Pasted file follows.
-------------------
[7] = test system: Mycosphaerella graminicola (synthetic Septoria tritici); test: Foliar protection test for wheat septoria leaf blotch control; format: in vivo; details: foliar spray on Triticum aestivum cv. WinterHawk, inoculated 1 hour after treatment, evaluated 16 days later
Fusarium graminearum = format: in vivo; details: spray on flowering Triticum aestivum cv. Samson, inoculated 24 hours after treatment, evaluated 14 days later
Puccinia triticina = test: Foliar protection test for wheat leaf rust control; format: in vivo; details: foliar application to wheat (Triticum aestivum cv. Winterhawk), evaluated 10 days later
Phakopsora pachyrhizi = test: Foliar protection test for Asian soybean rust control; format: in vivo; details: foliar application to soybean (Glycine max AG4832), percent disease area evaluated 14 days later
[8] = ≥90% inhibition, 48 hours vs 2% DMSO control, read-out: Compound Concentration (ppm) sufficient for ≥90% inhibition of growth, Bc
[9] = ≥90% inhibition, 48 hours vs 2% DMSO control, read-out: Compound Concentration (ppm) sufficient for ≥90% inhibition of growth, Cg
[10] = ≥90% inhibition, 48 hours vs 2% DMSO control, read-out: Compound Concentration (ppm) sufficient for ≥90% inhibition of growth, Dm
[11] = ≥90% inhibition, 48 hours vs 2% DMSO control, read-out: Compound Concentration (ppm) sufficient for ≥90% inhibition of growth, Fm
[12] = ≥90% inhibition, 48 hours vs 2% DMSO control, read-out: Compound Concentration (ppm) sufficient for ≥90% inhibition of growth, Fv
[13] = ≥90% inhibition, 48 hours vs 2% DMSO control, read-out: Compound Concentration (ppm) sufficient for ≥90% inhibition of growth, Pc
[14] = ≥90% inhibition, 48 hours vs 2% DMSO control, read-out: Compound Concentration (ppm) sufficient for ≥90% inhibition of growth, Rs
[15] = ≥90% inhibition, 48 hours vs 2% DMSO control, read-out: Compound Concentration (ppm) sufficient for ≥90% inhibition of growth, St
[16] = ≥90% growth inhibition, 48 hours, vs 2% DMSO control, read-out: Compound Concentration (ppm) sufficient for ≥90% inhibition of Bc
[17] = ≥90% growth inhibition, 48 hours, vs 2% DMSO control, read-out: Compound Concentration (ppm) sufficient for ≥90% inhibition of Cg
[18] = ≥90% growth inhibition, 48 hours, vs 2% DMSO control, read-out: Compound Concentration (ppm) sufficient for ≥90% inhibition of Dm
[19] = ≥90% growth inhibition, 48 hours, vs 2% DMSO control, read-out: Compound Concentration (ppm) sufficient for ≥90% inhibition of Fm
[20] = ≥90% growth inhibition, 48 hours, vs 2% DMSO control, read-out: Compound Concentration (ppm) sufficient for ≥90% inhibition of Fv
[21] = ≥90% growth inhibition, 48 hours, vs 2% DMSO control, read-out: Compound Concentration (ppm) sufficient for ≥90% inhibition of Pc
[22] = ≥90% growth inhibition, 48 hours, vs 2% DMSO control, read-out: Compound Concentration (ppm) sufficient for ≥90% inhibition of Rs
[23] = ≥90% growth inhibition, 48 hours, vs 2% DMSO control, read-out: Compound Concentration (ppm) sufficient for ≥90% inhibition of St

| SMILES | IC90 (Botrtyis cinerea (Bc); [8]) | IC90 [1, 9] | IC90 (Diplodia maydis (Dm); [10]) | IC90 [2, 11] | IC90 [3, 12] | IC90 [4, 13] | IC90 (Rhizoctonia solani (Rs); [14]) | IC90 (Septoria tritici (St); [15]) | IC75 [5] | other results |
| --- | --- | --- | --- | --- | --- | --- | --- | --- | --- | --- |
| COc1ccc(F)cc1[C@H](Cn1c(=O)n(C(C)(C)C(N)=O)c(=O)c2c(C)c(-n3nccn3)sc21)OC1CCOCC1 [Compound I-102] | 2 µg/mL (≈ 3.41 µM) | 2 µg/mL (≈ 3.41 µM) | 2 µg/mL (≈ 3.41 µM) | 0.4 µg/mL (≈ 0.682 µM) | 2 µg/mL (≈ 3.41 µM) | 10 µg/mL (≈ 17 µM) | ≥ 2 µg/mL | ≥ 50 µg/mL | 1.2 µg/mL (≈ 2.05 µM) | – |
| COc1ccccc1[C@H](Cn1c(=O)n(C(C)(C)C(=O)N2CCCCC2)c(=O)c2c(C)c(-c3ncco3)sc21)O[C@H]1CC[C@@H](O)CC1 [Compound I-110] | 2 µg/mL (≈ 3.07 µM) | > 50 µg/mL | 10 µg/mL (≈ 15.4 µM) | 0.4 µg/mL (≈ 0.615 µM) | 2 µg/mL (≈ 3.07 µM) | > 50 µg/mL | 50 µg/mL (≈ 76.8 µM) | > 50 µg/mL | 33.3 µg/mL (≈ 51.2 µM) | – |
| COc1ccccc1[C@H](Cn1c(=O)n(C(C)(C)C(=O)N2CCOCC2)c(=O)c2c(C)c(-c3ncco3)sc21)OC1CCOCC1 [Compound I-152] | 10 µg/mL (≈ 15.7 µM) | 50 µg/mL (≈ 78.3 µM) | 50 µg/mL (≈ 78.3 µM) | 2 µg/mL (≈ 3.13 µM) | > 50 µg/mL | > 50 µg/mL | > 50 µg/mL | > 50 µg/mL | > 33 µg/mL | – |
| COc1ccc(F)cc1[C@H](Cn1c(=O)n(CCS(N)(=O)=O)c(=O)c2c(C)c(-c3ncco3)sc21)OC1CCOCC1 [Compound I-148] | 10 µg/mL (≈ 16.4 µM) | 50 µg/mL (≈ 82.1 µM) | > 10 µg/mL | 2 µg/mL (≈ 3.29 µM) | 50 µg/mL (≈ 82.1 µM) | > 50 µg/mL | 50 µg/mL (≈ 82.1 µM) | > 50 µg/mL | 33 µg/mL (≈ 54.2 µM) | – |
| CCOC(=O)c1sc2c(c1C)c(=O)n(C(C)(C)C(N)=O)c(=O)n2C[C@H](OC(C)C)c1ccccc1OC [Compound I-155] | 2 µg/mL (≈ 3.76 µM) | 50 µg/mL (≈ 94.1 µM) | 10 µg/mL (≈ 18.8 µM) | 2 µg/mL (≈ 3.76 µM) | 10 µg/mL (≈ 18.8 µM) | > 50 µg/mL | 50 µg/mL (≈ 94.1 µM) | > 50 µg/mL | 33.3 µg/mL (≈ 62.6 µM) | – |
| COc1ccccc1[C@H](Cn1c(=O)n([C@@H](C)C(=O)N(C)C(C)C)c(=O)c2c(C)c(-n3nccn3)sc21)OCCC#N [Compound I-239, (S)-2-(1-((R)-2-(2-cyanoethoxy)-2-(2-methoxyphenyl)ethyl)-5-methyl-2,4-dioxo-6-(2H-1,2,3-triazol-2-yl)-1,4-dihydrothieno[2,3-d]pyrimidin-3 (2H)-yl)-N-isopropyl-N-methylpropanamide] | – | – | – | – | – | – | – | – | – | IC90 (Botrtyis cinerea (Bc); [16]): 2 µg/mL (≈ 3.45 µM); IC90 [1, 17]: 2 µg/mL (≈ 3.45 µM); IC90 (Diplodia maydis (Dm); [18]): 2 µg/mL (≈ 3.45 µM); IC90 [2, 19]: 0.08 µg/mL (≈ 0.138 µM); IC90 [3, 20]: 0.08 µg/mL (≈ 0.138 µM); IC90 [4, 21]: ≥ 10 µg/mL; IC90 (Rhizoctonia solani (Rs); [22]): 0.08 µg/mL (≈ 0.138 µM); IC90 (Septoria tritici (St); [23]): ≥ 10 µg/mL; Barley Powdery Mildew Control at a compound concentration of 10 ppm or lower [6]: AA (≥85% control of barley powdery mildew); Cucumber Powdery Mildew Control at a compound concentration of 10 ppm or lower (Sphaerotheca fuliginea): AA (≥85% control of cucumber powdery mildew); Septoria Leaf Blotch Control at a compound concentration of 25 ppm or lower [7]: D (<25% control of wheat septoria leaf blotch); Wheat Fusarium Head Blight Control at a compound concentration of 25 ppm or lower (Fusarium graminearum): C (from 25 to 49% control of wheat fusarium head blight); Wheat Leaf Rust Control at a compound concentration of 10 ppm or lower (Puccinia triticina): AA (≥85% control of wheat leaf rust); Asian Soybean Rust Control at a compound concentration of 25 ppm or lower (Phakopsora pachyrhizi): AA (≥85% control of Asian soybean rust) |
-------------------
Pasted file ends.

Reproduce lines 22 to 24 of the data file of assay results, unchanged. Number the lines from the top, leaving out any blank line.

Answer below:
| --- | --- | --- | --- | --- | --- | --- | --- | --- | --- | --- |
| COc1ccc(F)cc1[C@H](Cn1c(=O)n(C(C)(C)C(N)=O)c(=O)c2c(C)c(-n3nccn3)sc21)OC1CCOCC1 [Compound I-102] | 2 µg/mL (≈ 3.41 µM) | 2 µg/mL (≈ 3.41 µM) | 2 µg/mL (≈ 3.41 µM) | 0.4 µg/mL (≈ 0.682 µM) | 2 µg/mL (≈ 3.41 µM) | 10 µg/mL (≈ 17 µM) | ≥ 2 µg/mL | ≥ 50 µg/mL | 1.2 µg/mL (≈ 2.05 µM) | – |
| COc1ccccc1[C@H](Cn1c(=O)n(C(C)(C)C(=O)N2CCCCC2)c(=O)c2c(C)c(-c3ncco3)sc21)O[C@H]1CC[C@@H](O)CC1 [Compound I-110] | 2 µg/mL (≈ 3.07 µM) | > 50 µg/mL | 10 µg/mL (≈ 15.4 µM) | 0.4 µg/mL (≈ 0.615 µM) | 2 µg/mL (≈ 3.07 µM) | > 50 µg/mL | 50 µg/mL (≈ 76.8 µM) | > 50 µg/mL | 33.3 µg/mL (≈ 51.2 µM) | – |